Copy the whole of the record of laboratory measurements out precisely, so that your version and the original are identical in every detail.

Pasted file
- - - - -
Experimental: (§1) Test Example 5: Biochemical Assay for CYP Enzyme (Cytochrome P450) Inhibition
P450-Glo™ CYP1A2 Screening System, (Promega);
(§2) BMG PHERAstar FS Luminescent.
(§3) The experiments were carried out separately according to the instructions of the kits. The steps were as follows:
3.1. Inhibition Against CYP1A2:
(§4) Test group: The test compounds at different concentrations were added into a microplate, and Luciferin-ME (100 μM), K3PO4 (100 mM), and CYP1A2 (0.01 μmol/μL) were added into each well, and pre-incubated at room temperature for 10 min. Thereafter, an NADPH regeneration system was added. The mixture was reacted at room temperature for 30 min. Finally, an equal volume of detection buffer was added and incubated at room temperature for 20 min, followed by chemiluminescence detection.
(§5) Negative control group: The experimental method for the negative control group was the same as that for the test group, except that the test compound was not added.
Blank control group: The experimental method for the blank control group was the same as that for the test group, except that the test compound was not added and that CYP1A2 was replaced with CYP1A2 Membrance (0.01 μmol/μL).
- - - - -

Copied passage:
Experimental: (§1) Test Example 5: Biochemical Assay for CYP Enzyme (Cytochrome P450) Inhibition
P450-Glo™ CYP1A2 Screening System, (Promega);
(§2) BMG PHERAstar FS Luminescent.
(§3) The experiments were carried out separately according to the instructions of the kits. The steps were as follows:
3.1. Inhibition Against CYP1A2:
(§4) Test group: The test compounds at different concentrations were added into a microplate, and Luciferin-ME (100 μM), K3PO4 (100 mM), and CYP1A2 (0.01 μmol/μL) were added into each well, and pre-incubated at room temperature for 10 min. Thereafter, an NADPH regeneration system was added. The mixture was reacted at room temperature for 30 min. Finally, an equal volume of detection buffer was added and incubated at room temperature for 20 min, followed by chemiluminescence detection.
(§5) Negative control group: The experimental method for the negative control group was the same as that for the test group, except that the test compound was not added.
Blank control group: The experimental method for the blank control group was the same as that for the test group, except that the test compound was not added and that CYP1A2 was replaced with CYP1A2 Membrance (0.01 μmol/μL).